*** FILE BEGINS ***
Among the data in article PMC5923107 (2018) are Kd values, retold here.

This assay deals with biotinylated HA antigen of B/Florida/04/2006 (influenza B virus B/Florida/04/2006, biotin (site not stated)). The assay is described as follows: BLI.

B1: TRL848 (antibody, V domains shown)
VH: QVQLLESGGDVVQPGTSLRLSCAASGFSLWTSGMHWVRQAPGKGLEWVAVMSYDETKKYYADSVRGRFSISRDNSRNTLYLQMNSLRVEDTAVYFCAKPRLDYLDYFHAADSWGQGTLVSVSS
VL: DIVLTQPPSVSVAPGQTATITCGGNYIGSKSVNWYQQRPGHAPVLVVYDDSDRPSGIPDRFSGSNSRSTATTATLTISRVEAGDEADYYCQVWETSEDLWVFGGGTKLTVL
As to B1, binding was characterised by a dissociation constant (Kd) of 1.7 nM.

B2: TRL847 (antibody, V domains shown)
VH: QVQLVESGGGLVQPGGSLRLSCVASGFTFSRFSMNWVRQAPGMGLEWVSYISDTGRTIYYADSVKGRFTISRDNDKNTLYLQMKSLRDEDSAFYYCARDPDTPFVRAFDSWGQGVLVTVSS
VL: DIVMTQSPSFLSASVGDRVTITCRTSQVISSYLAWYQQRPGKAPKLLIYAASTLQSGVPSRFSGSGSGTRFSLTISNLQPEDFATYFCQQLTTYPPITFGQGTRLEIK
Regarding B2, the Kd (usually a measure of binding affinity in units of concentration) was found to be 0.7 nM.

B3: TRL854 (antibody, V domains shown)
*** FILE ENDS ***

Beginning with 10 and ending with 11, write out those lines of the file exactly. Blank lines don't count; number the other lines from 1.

Regarding B2, the Kd (usually a measure of binding affinity in units of concentration) was found to be 0.7 nM.

B3: TRL854 (antibody, V domains shown)